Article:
Graylog plugin for Splunk
This plugin enables you to selectively forward log messages from Graylog, in real time to one or more Splunk deployments.
Required Graylog version: 2.0.0 and later
- Forward a subset of data for further analysis/correlation in Splunk to reduce Splunk license costs. Example: All network firewall data is forwarded into Graylog for operations and initial security analysis. A subset of the data such as failed login attempts or denied connections is then sent onto Splunk for further analysis/enrichment. This can potentially reduce the amount of data indexed by Splunk, resulting in improved Splunk performace - less data to mine, better quality data to search on and reduced license cost. Retain all of your security logs in Graylog for compliance and archival requirements.
- Use Graylog as a data router/noise filter. Forward 'actionable' data to Splunk, everything to a long-term archive (i.e. CSV output via the Graylog API) and anomalies/events to the primary monitoring system.
Download the plugin
and place the
.jar file in your Graylog plugin directory. The plugin directory
plugins/ folder relative from your
graylog-server directory by default
and can be configured in your
graylog-server and you are done.
In your Splunk web interface, go to Settings -> Data Inputs and add a new TCP input. Use any port and leave both the Source name override and Only accept connection from configuration options empty.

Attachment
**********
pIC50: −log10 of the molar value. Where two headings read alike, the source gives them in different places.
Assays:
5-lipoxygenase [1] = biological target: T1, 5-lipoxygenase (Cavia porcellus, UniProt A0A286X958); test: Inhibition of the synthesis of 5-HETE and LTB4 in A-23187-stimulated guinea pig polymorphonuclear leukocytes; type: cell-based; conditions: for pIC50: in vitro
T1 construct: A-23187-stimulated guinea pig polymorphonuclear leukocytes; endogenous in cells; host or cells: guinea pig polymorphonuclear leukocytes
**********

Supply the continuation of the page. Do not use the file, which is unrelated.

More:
Click on Next to configure more details of the data input Graylog will send data to.
Set the Sourcetype to Miscellaneous -> generic_single_line and leave the other options as they are. If you know what you are doing you can of course change any other settings as you wish.
Click on Review and then Submit. Remember the TCP port you configured because you will have to configure Graylog to send data to it in the next step.
In Graylog, go to the outputs configuration of a stream and add a new "Splunk output" like this:
All messages coming into that stream should now be forwarded to your Splunk setup in realtime.
This project is using Maven and requires Java 7 or higher.
You can build a plugin (JAR) with
DEB and RPM packages can be build with
mvn jdeb:jdeb and
mvn rpm:rpm respectively.
We are using the maven release plugin:
$ mvn release:prepare [...] $ mvn release:perform
This sets the version numbers, creates a tag and pushes to GitHub. TravisCI will build the release artifacts and upload to GitHub automatically.